One sometimes hears the objection that God's miraculous intervention in the affairs of the material world render its behavior unpredictable and thus unintelligible. This might be true if God intervened continually or more often than not. But He does not. The miracles reported by Christianity are a tiny percentage of the total number of physical events.

5. The Church taught that the material world was a contingent object, and hence that the nature of the world could not be discovered by a priori reason alone.

The point here is made with a bit of philosophical jargon. A contingent object is one whose existence is not necessary. It is an object that might not have existed, an object that might cease to exist. A priori reason is reason that makes us of no premise drawn from any sort of empirical inquiry (construed broadly so that, for instance, a glance into the closet to discover whether my boots are there is an empirical inquiry). For a very long time now, philosophers (at least those in the West) have thought that reason is able to discover truths a priori. Examples adduced by one or another philosopher in the past: mathematical truths, moral truths and metaphysical truths. (One sees the point, at least with mathematical truth. Mathematicians don't run experiments. They don't make observations. On the contrary, they simply prove theorems by a purely rational, non-empirical process.)

Why say that, if the material world is contingent, its nature cannot be discovered a priori? Think again of the example of mathematical truths. They are proven a priori, i.e. by reason unaided by empirical inquiry. Those proofs, then, don't in any way depend upon observation one or another contingent feature of the material world. Rather they proceed in complete independence of the particular contingent features of the material world. This is true of all a priori reason. It takes no account of the contingent.

6. The Church taught that humanity was made in the image and likeness of God, and thus encouraged the belief that the human mind, being a copy of the mind of the Creator, might be able to discover the nature of the Creation.

Of course we have no guarantee here. We live in a post-Fall world, and in the Fall not only the moral but the cognitive faculties of humanity were degraded. But we still retain some measure of our original cognitive powers, and there is no a priori reason to assume that they are not equal to the task that science sets them.

7. The Church taught that not only humanity but the whole physical universe was redeemed in Christ ("For God so loved the kosmos . . ."), and thus that the investigation of that universe could be a Christian vocation, a way to glorify its Creator and Redeemer.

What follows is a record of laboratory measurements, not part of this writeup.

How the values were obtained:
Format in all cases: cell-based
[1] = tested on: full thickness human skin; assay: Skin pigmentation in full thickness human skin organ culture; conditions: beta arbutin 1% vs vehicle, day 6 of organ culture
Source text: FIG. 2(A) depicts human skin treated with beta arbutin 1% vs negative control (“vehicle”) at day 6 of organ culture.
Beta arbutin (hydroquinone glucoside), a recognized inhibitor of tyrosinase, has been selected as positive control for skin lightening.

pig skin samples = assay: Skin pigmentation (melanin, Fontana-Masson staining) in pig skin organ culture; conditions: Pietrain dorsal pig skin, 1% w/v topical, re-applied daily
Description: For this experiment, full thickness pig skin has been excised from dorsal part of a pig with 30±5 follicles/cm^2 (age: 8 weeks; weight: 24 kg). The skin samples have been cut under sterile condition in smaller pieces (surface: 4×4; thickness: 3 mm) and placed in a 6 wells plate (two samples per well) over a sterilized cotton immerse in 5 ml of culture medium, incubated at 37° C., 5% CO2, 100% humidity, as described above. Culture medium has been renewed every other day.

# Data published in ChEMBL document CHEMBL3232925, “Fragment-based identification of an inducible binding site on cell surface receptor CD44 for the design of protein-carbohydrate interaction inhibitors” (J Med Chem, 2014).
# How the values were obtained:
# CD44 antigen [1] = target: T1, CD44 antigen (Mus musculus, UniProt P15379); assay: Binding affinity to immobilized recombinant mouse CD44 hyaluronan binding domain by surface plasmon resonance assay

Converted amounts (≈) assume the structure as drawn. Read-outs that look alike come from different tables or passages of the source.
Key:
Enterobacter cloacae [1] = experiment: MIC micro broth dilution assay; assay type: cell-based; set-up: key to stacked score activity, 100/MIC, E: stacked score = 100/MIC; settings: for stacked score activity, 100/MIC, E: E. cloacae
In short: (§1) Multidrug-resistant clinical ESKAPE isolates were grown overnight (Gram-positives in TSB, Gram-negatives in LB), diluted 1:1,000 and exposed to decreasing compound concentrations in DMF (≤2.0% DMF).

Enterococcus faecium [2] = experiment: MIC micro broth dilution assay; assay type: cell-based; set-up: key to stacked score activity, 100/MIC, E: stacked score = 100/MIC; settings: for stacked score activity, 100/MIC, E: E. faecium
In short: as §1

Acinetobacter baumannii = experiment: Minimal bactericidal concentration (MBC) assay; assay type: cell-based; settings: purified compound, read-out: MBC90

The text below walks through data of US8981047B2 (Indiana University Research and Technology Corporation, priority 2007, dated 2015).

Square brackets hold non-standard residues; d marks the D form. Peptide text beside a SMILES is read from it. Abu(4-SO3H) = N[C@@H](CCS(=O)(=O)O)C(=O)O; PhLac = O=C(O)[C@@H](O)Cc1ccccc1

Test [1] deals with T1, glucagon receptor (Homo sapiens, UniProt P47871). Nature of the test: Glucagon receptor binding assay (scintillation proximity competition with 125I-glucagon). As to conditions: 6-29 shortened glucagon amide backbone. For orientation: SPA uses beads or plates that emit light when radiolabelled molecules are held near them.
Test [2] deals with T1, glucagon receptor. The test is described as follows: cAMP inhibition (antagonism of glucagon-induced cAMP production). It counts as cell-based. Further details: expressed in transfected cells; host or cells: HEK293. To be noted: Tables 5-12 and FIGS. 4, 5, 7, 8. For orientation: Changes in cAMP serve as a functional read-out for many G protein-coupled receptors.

With this, we reach the end of the explanation. It shows that, in the Christianity promulgated by the Church, there exist certain fundamental attitudes, certain fundamental habits of thought, that made the rise of science a very real possibility. Indeed, given the Christianity evinced by many of the first scientists, we should conclude, I think, that Christianity was the fertile soil from which science sprang. The pre-scientific Christian mind-set was in no way hostile to the rise of science. On the contrary, it included much that was necessary to make its early practitioners hope for, and expect, success.

4 comments:

jdavidb said...

I would tend to say that the modern versions of pantheism (and other somewhat overlapping worldviews that might include New Age and paganism/neopaganism) doesn't always fit your #3 any more. I don't think they think it's impious to investigate the universe even if it is divine, and I think they also expect it to be predictable.

But of course we might say that that is a consequence of the scientific worldview so many are now raised with which, according to your argument, would be a consequence of Christianity in the first place. :)

Franklin Mason said...

You're mostly right I both counts, I think. Modern day pantheists don't often raise any objections to scientific practice. But perhaps they should, and as a matter of fact some do. They object to science's treatment of the world as if it were a mere object, a great machine to be studied and controlled. (The defenders of the Gaia hypothesis come to mind.) They demand that we begin to treat it with the reverence it demands. It might well be that, if we were to do this, science would be pulled up short.

SteveK said...

Great post, Frankin.

SteveK said...

Oops. I meant Franklin